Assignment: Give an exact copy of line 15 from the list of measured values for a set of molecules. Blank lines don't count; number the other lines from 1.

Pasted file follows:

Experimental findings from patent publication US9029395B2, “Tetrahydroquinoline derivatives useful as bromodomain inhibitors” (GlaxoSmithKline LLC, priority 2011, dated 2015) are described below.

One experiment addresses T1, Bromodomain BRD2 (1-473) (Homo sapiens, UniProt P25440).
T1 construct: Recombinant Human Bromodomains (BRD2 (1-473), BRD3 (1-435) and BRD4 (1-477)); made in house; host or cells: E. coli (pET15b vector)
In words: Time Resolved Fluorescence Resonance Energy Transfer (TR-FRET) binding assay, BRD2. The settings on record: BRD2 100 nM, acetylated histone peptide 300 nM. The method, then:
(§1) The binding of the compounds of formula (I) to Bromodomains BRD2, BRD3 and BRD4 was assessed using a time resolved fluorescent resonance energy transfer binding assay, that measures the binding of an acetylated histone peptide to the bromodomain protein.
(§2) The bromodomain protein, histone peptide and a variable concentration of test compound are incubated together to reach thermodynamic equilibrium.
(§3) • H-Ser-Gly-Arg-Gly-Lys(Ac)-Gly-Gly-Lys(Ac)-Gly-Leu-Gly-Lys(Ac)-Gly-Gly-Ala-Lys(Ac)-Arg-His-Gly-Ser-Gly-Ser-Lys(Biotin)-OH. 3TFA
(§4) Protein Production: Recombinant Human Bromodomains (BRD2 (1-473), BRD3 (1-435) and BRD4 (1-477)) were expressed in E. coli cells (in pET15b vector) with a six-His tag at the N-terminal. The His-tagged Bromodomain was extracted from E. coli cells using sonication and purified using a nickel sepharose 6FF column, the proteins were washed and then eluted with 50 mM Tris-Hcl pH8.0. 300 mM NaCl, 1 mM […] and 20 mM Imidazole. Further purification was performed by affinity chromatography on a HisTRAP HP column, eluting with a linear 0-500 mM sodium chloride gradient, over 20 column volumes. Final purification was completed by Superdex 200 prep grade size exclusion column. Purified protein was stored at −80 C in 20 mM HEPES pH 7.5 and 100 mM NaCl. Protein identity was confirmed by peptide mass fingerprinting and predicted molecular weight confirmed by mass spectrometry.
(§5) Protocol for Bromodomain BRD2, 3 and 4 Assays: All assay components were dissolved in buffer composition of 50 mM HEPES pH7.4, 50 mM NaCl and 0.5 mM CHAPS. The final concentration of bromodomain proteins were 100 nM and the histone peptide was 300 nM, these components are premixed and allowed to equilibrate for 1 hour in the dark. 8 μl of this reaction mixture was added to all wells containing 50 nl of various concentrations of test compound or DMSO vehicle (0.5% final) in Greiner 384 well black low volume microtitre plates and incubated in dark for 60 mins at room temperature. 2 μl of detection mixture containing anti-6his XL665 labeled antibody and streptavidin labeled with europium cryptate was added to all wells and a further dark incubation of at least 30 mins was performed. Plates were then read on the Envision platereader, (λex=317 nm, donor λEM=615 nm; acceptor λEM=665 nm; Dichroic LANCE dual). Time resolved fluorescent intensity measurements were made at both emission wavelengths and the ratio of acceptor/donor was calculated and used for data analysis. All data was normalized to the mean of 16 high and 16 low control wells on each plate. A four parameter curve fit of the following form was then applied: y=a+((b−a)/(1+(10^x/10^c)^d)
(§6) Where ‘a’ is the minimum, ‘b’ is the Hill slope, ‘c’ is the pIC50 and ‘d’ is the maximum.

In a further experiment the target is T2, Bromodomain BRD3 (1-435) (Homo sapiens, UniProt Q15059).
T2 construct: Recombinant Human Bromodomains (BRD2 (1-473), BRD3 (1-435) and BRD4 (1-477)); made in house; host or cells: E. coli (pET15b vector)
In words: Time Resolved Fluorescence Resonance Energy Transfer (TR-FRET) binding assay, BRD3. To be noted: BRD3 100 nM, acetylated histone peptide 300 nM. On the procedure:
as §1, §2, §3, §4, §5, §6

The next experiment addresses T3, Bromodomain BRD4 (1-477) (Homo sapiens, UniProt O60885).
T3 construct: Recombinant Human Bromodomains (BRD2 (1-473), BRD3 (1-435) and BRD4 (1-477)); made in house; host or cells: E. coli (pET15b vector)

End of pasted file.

The next experiment addresses T3, Bromodomain BRD4 (1-477) (Homo sapiens, UniProt O60885).